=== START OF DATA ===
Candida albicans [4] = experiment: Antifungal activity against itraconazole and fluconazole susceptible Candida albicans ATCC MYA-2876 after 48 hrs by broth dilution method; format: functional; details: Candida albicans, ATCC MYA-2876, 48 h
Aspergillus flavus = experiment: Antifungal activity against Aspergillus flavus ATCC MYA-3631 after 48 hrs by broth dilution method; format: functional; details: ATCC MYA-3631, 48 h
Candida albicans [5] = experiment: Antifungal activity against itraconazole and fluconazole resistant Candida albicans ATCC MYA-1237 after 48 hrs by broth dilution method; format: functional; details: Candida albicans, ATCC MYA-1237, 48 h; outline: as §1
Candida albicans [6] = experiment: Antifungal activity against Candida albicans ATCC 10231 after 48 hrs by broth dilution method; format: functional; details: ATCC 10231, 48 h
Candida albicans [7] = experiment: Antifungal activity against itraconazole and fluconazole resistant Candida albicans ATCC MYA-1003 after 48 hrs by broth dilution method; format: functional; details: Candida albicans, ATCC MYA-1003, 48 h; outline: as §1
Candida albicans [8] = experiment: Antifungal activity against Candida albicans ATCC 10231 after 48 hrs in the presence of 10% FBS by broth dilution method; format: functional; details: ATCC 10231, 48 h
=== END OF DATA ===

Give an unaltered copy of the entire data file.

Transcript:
Candida albicans [4] = experiment: Antifungal activity against itraconazole and fluconazole susceptible Candida albicans ATCC MYA-2876 after 48 hrs by broth dilution method; format: functional; details: Candida albicans, ATCC MYA-2876, 48 h
Aspergillus flavus = experiment: Antifungal activity against Aspergillus flavus ATCC MYA-3631 after 48 hrs by broth dilution method; format: functional; details: ATCC MYA-3631, 48 h
Candida albicans [5] = experiment: Antifungal activity against itraconazole and fluconazole resistant Candida albicans ATCC MYA-1237 after 48 hrs by broth dilution method; format: functional; details: Candida albicans, ATCC MYA-1237, 48 h; outline: as §1
Candida albicans [6] = experiment: Antifungal activity against Candida albicans ATCC 10231 after 48 hrs by broth dilution method; format: functional; details: ATCC 10231, 48 h
Candida albicans [7] = experiment: Antifungal activity against itraconazole and fluconazole resistant Candida albicans ATCC MYA-1003 after 48 hrs by broth dilution method; format: functional; details: Candida albicans, ATCC MYA-1003, 48 h; outline: as §1
Candida albicans [8] = experiment: Antifungal activity against Candida albicans ATCC 10231 after 48 hrs in the presence of 10% FBS by broth dilution method; format: functional; details: ATCC 10231, 48 h